Clearing and Settlement of Futures and Options

National Securities Clearing Corporation Limited (NSCCL) undertakes clearing and settlement of all trades executed on the futures and options (F&O) segment of the NSE. It also acts as legal counterparty to all trades on the F&O segment and guarantees their financial settlement.

Clearing Entities

Clearing and settlement activities in the F&O segment are undertaken by NSCCL with the help of the following entities:

  • Clearing members: In the F&O segment, some members, called self clearing members, clear and settle their trades executed by them only either on their own account or on account of their clients. Some others called trading member–cum–clearing member, clear and settle their own trades as well as trades of other trading members (TMs). Besides, there is a special category of members, called professional clearing members (PCM) who clear and settle trades executed by TMs. The members clearing their own trades and trades of others, and the PCMs are required to bring in additional security deposits in respect of every TM whose trades they undertake to clear and settle.
  • Clearing banks: Funds settlement takes place through clearing banks. For the purpose of settlement all clearing members are required to open a separate bank account with NSCCL designated clearing bank for F&O segment.

The Clearing and Settlement process comprises of the following three main activities:

  1. Clearing
  2. Settlement
  3. Risk Management

Settlement Mechanism

All futures and options contracts are cash settled, i.e. through exchange of cash. The underlying for index futures/options of the Nifty index cannot be delivered. These contracts, therefore, have to be settled in cash. Futures and options on individual securities can be delivered as in the spot market. However, it has been currently mandated that stock options and futures would also be cash settled. The settlement amount for a CM is netted across all their TMs/clients, with respect to their obligations on MTM, premium and exercise settlement.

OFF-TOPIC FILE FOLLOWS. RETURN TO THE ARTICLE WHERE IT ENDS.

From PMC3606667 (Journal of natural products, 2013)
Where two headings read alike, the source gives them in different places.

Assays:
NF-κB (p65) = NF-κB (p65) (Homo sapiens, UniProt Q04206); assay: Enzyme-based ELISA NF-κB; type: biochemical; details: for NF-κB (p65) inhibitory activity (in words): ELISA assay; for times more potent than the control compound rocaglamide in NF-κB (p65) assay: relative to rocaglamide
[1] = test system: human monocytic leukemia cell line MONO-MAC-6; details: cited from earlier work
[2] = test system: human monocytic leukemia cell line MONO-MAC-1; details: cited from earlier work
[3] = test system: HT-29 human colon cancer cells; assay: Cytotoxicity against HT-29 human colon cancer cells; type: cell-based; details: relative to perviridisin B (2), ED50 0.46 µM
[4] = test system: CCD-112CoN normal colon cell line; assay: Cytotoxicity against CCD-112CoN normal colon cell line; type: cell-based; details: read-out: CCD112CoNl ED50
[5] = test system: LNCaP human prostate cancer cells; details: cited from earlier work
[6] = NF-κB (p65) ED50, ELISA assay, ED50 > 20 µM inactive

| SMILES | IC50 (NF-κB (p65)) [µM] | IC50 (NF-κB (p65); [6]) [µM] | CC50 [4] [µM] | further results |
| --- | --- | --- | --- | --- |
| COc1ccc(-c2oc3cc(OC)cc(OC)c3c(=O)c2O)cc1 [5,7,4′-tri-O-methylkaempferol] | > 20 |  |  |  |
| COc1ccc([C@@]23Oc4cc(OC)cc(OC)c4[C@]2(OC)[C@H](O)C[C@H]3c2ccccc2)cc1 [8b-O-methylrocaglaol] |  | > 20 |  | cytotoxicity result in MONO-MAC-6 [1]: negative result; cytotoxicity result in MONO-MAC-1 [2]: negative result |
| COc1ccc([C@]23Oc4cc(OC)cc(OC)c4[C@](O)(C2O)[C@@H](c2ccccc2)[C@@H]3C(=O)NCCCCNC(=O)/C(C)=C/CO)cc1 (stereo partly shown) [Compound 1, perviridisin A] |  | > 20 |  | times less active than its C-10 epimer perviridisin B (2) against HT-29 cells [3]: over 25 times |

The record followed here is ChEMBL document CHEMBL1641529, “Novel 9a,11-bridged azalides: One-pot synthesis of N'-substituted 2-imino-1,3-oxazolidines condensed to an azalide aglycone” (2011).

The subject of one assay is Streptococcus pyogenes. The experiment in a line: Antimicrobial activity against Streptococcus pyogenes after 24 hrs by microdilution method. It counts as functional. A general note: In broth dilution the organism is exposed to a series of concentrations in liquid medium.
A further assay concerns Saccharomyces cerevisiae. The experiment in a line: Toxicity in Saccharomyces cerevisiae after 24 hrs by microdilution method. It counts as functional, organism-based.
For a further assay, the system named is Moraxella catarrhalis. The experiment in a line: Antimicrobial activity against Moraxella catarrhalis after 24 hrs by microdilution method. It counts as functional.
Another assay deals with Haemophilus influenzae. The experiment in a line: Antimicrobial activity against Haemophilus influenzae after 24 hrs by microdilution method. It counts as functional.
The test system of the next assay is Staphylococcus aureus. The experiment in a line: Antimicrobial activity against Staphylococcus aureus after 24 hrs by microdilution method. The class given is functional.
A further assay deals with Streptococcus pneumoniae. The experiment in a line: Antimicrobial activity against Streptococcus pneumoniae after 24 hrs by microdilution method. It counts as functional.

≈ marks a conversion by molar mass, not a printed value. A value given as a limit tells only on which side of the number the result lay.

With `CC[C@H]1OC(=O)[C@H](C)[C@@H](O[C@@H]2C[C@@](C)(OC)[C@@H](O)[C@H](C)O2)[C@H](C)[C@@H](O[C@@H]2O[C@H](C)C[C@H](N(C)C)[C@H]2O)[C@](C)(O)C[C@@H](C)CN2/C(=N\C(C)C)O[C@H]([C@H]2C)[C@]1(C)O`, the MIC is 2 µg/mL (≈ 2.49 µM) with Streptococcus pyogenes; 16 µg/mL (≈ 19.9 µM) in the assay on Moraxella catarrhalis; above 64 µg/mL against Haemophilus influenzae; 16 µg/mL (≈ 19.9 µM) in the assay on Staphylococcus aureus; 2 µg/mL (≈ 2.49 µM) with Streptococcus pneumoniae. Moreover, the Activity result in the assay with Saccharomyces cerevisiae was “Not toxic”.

Settlement of Futures Contracts

Futures contracts have two types of settlements, the MTM settlement which happens on a continuous basis at the end of each day, and the final settlement which happens on the last trading day of the futures contract.

1. MTM Settlement: All futures contracts for each member are marked-to-market (MTM) to the daily settlement price of the relevant futures contract at the end of each day. The profits/losses are computed as the difference between:

  1. The trade price and the day’s settlement price for contracts executed during the day but not squared up.
  2. The previous day’s settlement price and the current day’s settlement price for brought forward contracts.
  3. The buy price and the sell price for contracts executed during the day and squared up.

2. Final Settlement for Futures On the expiry day of the futures contracts, after the close of trading hours, NSCCL marks all positions of a CM to the final settlement price and the resulting profit/loss is settled in cash. Final settlement loss/profit amount is debited/ credited to the relevant CM’s clearing hank account on the day following expiry day of the contract.

Settlement Prices for Futures

Daily settlement price on a trading day is the closing price of the respective futures contracts on such day. The closing price for a futures contract is currently calculated as the last half an hour weighted average price of the contract in the F&0 Segment of NSE. Final settlement price is the closing price of the relevant underlying index/security in the capital market segment of NSE, on the last trading day of the contract. The closing price of the underlying Index/security is currently its last half an hour weighted average value in the capital market segment of NSE.

Settlement of Options Contracts

Options contracts have three types of settlements, daily premium settlement, exercise settlement, interim exercise settlement in the case of option contracts on securities and final settlement.

  1. Daily premium settlement: Buyer of an option is obligated to pay the premium towards the options purchased by him. Similarly, the seller of an option is entitled to receive the premium for the option sold by him. The premium payable amount and the premium receivable amount are netted to compute the net Premium payable or receivable amount for each client for each option contract.